John Adams wasn't thinking of school choice when he famously stated, "Facts are stubborn things," but his insight can bring clarity to a debate that remains clouded with misleading claims.
Consider the commonly touted myth that "school choice won't help low-income families." This statement is usually explained by pointing out that poor families don't have enough income to benefit from an income tax credit or tax deduction.
H. 4894 primarily supports low-income students and students with special educational needs, who are eligible for scholarships of up to $5,000 and $10,000 respectively. Considering that the median tuition for private schools in South Carolina is about $4,400, this bill represents significant help for struggling families. These scholarships are funded by contributions from individuals and businesses to nonprofit scholarship entities.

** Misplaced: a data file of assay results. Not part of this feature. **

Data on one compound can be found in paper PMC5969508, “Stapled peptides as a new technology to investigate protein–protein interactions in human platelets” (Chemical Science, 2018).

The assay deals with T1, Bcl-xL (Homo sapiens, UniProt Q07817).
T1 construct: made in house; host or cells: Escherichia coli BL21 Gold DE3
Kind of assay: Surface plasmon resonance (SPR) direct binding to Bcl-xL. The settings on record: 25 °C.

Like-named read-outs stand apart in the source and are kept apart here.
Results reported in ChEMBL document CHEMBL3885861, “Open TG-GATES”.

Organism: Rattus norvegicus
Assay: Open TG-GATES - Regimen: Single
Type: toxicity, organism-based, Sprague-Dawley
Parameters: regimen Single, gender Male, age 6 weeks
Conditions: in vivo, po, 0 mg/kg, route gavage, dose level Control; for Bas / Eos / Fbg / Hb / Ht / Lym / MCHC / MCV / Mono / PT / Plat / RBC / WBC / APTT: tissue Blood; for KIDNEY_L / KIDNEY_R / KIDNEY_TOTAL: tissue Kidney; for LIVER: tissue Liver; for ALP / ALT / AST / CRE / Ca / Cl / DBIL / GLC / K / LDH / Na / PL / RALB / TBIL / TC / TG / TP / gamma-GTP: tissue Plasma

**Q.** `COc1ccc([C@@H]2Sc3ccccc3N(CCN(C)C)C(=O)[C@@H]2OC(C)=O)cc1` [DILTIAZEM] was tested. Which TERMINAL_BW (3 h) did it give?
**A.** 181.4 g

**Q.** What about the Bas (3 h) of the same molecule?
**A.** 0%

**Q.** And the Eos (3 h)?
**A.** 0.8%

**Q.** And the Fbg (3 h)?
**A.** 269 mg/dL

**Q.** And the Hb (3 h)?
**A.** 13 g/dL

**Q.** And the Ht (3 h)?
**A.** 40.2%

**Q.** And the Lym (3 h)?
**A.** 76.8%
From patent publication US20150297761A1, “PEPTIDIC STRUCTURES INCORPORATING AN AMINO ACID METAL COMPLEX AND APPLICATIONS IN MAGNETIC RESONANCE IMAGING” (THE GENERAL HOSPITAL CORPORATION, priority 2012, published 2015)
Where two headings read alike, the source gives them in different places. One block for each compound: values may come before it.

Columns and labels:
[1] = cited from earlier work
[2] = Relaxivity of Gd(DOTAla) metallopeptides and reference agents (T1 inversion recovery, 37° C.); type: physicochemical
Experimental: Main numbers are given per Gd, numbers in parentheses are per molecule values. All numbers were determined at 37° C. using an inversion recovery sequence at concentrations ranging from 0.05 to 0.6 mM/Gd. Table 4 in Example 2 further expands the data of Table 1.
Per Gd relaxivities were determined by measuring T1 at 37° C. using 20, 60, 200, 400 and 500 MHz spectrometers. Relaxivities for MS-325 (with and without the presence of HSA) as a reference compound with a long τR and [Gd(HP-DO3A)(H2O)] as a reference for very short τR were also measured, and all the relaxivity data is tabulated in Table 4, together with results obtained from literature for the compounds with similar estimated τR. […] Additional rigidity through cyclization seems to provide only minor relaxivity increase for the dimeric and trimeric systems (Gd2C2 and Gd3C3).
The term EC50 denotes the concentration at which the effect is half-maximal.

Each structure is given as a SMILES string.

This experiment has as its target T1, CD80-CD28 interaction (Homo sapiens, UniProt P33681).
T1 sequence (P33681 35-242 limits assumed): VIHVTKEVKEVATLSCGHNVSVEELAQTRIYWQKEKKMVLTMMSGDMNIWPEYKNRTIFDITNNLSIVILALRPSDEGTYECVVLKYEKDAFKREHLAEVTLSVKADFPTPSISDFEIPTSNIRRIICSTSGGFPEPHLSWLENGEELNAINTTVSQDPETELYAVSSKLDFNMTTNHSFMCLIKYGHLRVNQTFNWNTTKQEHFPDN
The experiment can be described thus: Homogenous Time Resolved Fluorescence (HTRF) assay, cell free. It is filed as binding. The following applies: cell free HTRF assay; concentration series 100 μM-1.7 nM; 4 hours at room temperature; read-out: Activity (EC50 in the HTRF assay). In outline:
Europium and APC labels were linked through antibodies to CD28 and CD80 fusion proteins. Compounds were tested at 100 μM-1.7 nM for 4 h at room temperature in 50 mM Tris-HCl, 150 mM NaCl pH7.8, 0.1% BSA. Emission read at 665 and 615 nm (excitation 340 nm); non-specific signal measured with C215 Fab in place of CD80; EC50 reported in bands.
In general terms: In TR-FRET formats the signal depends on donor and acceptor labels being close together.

We don't have to speculate about whether school choice is a sound option for South Carolina. We can weigh facts from school choice programs in Florida, Arizona and Pennsylvania that serve tens of thousands of low-income students. In Florida, more than 37,000 children take advantage of tuition scholarships. I doubt those children would agree that school choice "doesn't help the poor."
Money or influence can allow educational choices through private school tuition, or moving to an area with high-performing public schools. Low-income families want the same opportunity to engage in the education of their children. School choice is a proven, cost-saving way of providing that.
Randy Page, president
for Responsible Government